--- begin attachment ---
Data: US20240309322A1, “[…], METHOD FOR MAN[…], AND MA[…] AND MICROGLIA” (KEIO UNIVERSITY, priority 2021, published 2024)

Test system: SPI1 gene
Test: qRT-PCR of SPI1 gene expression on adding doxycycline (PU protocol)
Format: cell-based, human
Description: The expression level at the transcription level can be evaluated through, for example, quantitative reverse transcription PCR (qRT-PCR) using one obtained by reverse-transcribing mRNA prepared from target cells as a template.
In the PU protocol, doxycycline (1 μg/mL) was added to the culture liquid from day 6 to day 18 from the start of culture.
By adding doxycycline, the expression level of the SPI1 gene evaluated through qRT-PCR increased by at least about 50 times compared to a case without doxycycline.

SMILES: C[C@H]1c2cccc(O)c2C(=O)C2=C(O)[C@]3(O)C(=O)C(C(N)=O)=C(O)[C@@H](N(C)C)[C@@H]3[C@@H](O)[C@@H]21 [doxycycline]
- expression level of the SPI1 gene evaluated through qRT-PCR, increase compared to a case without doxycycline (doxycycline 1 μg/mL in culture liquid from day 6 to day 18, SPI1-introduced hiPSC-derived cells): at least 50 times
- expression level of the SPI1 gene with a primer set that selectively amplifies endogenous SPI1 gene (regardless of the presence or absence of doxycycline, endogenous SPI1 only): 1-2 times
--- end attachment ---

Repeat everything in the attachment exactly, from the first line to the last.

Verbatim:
Data: US20240309322A1, “[…], METHOD FOR MAN[…], AND MA[…] AND MICROGLIA” (KEIO UNIVERSITY, priority 2021, published 2024)

Test system: SPI1 gene
Test: qRT-PCR of SPI1 gene expression on adding doxycycline (PU protocol)
Format: cell-based, human
Description: The expression level at the transcription level can be evaluated through, for example, quantitative reverse transcription PCR (qRT-PCR) using one obtained by reverse-transcribing mRNA prepared from target cells as a template.
In the PU protocol, doxycycline (1 μg/mL) was added to the culture liquid from day 6 to day 18 from the start of culture.
By adding doxycycline, the expression level of the SPI1 gene evaluated through qRT-PCR increased by at least about 50 times compared to a case without doxycycline.

SMILES: C[C@H]1c2cccc(O)c2C(=O)C2=C(O)[C@]3(O)C(=O)C(C(N)=O)=C(O)[C@@H](N(C)C)[C@@H]3[C@@H](O)[C@@H]21 [doxycycline]
- expression level of the SPI1 gene evaluated through qRT-PCR, increase compared to a case without doxycycline (doxycycline 1 μg/mL in culture liquid from day 6 to day 18, SPI1-introduced hiPSC-derived cells): at least 50 times
- expression level of the SPI1 gene with a primer set that selectively amplifies endogenous SPI1 gene (regardless of the presence or absence of doxycycline, endogenous SPI1 only): 1-2 times